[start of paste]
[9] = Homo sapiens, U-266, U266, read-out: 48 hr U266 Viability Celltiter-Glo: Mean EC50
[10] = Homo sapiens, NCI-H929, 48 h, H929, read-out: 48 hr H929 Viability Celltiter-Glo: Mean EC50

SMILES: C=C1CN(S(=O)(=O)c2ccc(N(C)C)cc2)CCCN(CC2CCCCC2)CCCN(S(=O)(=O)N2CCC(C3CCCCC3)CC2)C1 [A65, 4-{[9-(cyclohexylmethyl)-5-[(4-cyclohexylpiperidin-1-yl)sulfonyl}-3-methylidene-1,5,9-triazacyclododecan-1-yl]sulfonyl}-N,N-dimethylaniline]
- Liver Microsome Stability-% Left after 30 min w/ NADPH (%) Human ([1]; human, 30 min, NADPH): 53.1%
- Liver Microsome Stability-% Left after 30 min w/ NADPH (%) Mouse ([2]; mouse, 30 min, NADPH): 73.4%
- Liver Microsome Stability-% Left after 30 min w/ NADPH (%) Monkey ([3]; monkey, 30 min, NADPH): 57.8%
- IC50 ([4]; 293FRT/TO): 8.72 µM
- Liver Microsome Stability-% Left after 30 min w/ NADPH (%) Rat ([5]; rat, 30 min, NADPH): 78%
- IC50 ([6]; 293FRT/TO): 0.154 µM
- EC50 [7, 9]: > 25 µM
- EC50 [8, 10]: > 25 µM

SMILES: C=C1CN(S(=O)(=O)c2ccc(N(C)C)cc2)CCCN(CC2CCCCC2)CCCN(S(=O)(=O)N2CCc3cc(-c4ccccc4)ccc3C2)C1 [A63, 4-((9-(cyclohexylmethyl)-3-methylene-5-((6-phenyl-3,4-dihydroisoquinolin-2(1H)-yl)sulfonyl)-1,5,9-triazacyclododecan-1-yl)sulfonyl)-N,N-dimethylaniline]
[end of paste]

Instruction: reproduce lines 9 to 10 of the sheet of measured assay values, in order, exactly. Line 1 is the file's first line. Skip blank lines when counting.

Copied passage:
- IC50 ([6]; 293FRT/TO): 0.154 µM
- EC50 [7, 9]: > 25 µM